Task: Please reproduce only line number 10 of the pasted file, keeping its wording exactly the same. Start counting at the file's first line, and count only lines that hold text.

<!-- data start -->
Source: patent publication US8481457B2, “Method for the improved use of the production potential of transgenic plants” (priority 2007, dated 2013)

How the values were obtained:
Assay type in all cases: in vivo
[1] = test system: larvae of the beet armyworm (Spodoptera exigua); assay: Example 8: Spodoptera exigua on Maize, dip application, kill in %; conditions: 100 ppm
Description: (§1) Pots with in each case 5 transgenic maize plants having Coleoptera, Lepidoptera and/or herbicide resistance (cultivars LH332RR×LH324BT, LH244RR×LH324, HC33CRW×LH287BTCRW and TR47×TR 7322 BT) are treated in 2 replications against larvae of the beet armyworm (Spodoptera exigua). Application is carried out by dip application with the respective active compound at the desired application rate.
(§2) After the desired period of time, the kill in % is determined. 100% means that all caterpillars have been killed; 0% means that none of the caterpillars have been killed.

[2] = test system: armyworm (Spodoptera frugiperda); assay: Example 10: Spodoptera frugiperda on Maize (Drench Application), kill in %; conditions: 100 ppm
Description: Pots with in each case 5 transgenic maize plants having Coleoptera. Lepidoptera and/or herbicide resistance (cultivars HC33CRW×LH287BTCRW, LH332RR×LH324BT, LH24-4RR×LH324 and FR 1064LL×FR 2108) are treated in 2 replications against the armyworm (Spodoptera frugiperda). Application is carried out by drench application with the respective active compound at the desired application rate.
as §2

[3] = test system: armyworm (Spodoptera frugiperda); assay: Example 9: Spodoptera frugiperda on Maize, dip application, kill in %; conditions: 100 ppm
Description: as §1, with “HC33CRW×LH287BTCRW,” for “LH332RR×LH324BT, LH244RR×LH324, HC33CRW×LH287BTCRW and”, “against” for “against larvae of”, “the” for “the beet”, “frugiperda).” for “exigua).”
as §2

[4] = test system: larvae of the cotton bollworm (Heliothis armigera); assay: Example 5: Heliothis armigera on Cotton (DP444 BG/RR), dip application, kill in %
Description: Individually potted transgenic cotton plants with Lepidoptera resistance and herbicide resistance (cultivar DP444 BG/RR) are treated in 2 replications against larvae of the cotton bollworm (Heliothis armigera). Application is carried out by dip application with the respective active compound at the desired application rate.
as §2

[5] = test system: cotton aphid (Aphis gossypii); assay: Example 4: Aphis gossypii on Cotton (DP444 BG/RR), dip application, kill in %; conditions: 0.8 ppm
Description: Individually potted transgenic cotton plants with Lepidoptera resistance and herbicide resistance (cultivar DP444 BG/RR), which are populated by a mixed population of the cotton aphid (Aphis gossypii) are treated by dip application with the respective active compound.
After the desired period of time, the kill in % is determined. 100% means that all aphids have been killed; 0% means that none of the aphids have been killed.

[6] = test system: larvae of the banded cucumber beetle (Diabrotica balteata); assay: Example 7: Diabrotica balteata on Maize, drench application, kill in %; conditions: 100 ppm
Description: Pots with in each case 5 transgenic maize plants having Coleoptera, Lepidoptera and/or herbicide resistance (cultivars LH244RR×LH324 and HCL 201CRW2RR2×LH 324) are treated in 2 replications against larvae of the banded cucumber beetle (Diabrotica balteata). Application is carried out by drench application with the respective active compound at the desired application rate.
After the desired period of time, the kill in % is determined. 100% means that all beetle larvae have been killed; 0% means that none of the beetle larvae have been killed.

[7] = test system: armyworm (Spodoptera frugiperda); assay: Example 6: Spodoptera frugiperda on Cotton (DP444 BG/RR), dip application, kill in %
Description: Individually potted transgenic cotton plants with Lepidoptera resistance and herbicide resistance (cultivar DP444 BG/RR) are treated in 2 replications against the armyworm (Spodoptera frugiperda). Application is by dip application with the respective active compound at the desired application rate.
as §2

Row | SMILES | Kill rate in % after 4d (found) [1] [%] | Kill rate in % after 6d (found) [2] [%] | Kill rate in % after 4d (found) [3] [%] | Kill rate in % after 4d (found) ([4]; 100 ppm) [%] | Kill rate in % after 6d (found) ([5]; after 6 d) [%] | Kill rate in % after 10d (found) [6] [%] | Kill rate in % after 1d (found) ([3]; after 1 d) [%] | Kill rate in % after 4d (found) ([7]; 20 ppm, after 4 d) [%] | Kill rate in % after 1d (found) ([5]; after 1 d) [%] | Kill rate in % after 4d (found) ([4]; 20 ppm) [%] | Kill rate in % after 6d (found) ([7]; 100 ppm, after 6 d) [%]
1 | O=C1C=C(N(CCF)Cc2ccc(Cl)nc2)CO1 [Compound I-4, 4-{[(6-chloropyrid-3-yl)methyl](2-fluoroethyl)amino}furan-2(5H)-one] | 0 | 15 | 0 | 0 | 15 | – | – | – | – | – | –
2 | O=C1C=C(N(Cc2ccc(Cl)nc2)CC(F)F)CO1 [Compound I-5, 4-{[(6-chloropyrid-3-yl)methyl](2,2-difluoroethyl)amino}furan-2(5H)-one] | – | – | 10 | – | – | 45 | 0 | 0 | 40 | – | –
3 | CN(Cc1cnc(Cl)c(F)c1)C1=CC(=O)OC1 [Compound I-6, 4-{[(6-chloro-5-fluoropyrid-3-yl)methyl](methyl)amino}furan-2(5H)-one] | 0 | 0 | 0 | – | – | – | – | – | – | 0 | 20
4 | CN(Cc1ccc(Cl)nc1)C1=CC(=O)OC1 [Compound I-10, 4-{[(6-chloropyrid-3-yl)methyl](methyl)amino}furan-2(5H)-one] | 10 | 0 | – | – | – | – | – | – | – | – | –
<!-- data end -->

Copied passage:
[3] = test system: armyworm (Spodoptera frugiperda); assay: Example 9: Spodoptera frugiperda on Maize, dip application, kill in %; conditions: 100 ppm